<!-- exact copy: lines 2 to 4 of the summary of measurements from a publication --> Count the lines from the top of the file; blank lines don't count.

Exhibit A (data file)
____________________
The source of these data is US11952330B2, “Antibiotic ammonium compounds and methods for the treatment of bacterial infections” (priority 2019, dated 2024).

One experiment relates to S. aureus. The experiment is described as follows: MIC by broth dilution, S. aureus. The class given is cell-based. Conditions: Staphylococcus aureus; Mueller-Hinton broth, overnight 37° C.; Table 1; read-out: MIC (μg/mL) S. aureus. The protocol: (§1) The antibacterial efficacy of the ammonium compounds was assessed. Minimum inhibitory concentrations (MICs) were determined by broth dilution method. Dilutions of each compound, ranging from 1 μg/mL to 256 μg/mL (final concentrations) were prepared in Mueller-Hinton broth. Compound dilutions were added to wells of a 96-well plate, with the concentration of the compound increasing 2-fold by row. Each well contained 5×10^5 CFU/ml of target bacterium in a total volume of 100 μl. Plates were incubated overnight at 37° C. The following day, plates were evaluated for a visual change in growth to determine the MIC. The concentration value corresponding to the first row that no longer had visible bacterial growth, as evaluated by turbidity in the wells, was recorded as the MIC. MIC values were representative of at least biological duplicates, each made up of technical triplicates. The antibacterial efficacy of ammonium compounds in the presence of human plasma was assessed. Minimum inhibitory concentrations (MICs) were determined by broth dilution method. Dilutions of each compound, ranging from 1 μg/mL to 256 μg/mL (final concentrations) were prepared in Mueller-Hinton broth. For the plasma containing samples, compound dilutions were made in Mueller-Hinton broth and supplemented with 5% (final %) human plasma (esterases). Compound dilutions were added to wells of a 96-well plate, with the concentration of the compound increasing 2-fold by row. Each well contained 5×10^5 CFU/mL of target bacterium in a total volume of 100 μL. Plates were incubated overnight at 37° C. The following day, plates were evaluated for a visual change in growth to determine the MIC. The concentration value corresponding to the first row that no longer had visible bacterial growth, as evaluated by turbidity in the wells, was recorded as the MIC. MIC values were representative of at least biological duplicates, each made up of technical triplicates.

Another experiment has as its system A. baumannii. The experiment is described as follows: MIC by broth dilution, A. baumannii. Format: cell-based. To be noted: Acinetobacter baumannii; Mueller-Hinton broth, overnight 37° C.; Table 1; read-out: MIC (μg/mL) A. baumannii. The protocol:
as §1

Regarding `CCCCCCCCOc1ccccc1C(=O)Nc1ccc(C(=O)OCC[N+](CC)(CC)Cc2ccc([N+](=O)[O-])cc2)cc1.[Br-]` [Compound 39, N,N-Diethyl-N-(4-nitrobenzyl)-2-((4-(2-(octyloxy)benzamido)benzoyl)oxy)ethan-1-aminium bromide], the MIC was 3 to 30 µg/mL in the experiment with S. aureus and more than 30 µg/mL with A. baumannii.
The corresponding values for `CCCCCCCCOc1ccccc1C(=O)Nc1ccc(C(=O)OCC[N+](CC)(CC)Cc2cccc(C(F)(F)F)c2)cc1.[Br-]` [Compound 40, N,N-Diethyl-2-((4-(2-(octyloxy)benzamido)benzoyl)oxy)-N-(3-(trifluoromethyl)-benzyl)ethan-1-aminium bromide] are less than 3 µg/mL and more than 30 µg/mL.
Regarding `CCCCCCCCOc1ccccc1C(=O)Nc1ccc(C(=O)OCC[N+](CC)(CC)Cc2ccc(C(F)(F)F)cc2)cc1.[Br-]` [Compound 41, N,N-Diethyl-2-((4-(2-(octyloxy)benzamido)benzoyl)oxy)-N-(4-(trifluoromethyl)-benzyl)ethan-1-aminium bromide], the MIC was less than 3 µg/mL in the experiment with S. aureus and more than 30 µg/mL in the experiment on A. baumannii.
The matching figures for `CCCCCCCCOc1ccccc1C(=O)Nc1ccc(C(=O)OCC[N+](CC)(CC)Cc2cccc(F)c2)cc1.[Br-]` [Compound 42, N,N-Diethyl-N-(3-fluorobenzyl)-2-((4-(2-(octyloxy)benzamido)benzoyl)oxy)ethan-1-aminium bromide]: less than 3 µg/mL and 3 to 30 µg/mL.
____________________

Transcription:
One experiment relates to S. aureus. The experiment is described as follows: MIC by broth dilution, S. aureus. The class given is cell-based. Conditions: Staphylococcus aureus; Mueller-Hinton broth, overnight 37° C.; Table 1; read-out: MIC (μg/mL) S. aureus. The protocol: (§1) The antibacterial efficacy of the ammonium compounds was assessed. Minimum inhibitory concentrations (MICs) were determined by broth dilution method. Dilutions of each compound, ranging from 1 μg/mL to 256 μg/mL (final concentrations) were prepared in Mueller-Hinton broth. Compound dilutions were added to wells of a 96-well plate, with the concentration of the compound increasing 2-fold by row. Each well contained 5×10^5 CFU/ml of target bacterium in a total volume of 100 μl. Plates were incubated overnight at 37° C. The following day, plates were evaluated for a visual change in growth to determine the MIC. The concentration value corresponding to the first row that no longer had visible bacterial growth, as evaluated by turbidity in the wells, was recorded as the MIC. MIC values were representative of at least biological duplicates, each made up of technical triplicates. The antibacterial efficacy of ammonium compounds in the presence of human plasma was assessed. Minimum inhibitory concentrations (MICs) were determined by broth dilution method. Dilutions of each compound, ranging from 1 μg/mL to 256 μg/mL (final concentrations) were prepared in Mueller-Hinton broth. For the plasma containing samples, compound dilutions were made in Mueller-Hinton broth and supplemented with 5% (final %) human plasma (esterases). Compound dilutions were added to wells of a 96-well plate, with the concentration of the compound increasing 2-fold by row. Each well contained 5×10^5 CFU/mL of target bacterium in a total volume of 100 μL. Plates were incubated overnight at 37° C. The following day, plates were evaluated for a visual change in growth to determine the MIC. The concentration value corresponding to the first row that no longer had visible bacterial growth, as evaluated by turbidity in the wells, was recorded as the MIC. MIC values were representative of at least biological duplicates, each made up of technical triplicates.

Another experiment has as its system A. baumannii. The experiment is described as follows: MIC by broth dilution, A. baumannii. Format: cell-based. To be noted: Acinetobacter baumannii; Mueller-Hinton broth, overnight 37° C.; Table 1; read-out: MIC (μg/mL) A. baumannii. The protocol:
as §1